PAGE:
There’s such a back lash about being fake these days. Fake people, fake designer labels, fake emotions. We all can be such hypocrites, don’t you think? We tar others with the “fake” brush and then paint ourselves lavishly using the other hand fitting into socially acceptable behaviours, jobs, clothes and reactions that may not be who we truly are.
So when is being fake a good thing? I have a great tool I use which involves being whole-heartedly fake.
Let’s take a look at it.
How does it work?
Your brain controls a myriad of actions in your body. From basic motor skills like picking up your cup of coffee, walking one foot after the other or speaking the words you planned to say. There are a lot of things it doesn’t control too though and, generally speaking, it knows when to step aside and let other areas of the body do their thing. One great example I’m using in my online video Stress and Burnout course at the moment is the Fight or Flight reaction.
When you’re under stress this reaction kicks in more often than it should which can cause you to mouth off at someone unnecessarily, have more accidents, exhaust yourself by doing nothing in particular or cut yourself off from your intuition so your decisions become less wise.
Let’s come back to that Being Fake business again though.
The fact your brain has the option of stepping aside and following your instincts can be a very useful thing.
When you’re in trauma, grieving a loss, under depression, feeling powerless, it’s really hard to turn it around to the positive. And maybe there is use in allowing yourself some time to sitting down there in the lowest of moods for a while. No one can tell us exactly how much time is beneficial.
The turning around part is what can be helped here though because if you fake smiles and laughter you can trick your body into believing you’re doing better than you are. Then your body assumes things are going better and it relaxes, allowing you to feel better really and truly.
The most dramatic example I used this for in my own life was when my husband left unexpectedly. I didn’t even know where he was so I was worried for his safety as well as feeling the abandonment and betrayal.
I don’t think I smiled for at least 2 or 3 weeks. My face became heavy and inactive. It was similar to my legs when I was bed-ridden for 5 weeks with glandular fever as a teenager. All strength disappeared and it took some time to build up strength and flexibility again. Your face does the same thing.
So the idea came to me that each time I walked past a mirror, or saw my reflection in a shiny surface, I would smile a radiant smile… fake as hell.
I also smiled all through my showers. Somehow the warm water made it easier for my facial muscles to do what I was bidding.
Have you ever noticed when a young child is crying hard they might take the opportunity to look in the mirror and observe what they look like? They want to see if it gets the message across perhaps. Does it look dramatic enough? Is it communicating how they really feel?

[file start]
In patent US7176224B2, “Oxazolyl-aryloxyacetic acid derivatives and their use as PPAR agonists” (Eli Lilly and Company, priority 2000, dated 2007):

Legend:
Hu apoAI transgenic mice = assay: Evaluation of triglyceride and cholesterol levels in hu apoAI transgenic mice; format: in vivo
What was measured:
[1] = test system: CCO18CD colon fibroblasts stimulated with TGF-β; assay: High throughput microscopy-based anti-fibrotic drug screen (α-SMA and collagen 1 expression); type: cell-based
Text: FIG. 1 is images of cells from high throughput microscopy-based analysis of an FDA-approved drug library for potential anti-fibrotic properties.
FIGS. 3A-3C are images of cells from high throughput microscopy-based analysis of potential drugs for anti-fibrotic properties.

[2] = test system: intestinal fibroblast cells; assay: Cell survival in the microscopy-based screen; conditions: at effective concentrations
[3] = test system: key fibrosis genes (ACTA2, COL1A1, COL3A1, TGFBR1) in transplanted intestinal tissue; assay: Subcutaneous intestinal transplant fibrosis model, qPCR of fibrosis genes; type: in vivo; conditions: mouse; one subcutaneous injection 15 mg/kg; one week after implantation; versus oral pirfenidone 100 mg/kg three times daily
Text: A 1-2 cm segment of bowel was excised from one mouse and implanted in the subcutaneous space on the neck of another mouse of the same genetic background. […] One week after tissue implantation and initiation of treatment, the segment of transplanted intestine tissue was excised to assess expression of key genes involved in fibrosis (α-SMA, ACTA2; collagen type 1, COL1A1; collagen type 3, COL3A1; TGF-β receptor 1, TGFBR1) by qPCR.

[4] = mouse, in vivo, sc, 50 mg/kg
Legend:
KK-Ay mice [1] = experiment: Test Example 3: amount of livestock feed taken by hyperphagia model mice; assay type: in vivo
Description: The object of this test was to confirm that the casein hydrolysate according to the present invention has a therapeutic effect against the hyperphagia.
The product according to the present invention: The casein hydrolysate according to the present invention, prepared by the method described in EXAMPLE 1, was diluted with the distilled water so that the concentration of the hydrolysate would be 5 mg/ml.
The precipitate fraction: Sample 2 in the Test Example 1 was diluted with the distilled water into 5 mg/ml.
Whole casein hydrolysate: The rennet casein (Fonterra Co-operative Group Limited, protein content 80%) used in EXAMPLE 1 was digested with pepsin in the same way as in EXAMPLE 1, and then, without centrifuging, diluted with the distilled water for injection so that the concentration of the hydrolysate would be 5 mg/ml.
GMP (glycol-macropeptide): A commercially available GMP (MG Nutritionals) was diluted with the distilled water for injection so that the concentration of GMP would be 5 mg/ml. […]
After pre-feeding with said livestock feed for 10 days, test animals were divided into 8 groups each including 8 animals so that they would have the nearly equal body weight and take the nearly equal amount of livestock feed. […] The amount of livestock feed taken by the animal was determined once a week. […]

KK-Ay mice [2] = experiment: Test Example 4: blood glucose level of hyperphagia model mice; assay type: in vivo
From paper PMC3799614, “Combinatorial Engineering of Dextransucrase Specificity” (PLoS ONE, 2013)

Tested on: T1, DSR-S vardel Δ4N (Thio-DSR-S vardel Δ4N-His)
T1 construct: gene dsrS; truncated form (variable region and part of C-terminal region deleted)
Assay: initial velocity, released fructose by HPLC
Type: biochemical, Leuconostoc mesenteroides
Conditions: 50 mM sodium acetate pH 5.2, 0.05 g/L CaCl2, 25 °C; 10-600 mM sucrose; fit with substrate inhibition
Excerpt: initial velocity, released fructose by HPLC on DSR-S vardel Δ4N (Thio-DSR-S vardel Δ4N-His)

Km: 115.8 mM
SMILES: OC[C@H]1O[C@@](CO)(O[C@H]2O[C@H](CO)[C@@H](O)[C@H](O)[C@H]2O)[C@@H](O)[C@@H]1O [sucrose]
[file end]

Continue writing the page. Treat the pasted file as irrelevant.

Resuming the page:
When we look in the mirror we remember what we see as well. Sometimes we are only determined to see one thing in the mirror that proves our expectations, like a bulging or a flat tummy for example. We remember our face and the mood it shows too though.
Even if you aren’t looking in the mirror your brain feels and reacts to what’s happening in your body. So by smiling and laughing, your body relaxes (which is great for stress and anxiety) and starts to feel lighter.
It worked for me. By faking the smile every time I looked in the mirror my own mood lightened and I began to get my brain back so I could think more logically about what steps needed to be made. It may work for you too.
Laughter is the best medicine
Smiling is only a small improvement compared to laughter, however.
Laughing while standing in groups has been around since 1000 BC but in modern times it was given a more formal format in India about 1995. Research says it’s 30 times easier to laugh with others than by yourself which is how you can get a TV sit-com audience to laugh at the least funny things around. Listening to such an audience, or even canned pre-recorded laughter, makes it more likely you’ll think it’s funny when you watch the same show at home.
“Laughter is the best medicine” can help your body and mind in a myriad of ways. It can raise your immunity, boost your health, relax your muscles including your mind which will open up your intuition allowing you to see things with greater clarity and make wiser decisions.
One awesome case I’ve heard of was Norman Cousins who was diagnosed as terminally ill and given 6 months to live in 1964. He managed to heal himself completely through laughter and lived on till 1991. His books are listed below.
These laughter clubs start with some basic body exercises to gently warm up your muscles then you get into different types of laughter. Standing in a group with a bunch of people faking a laugh, you’ll find it will only take a few minutes before you feel real laughter welling up inside you. It’s the ultimate feel-good way to start or finish a day.
Swap this for one of your weekly exercise routines, set a weekly session up in your office, swap it for your least favourite television show and watch what happens…
Laughter Yoga class with Robert Rivest (got me going)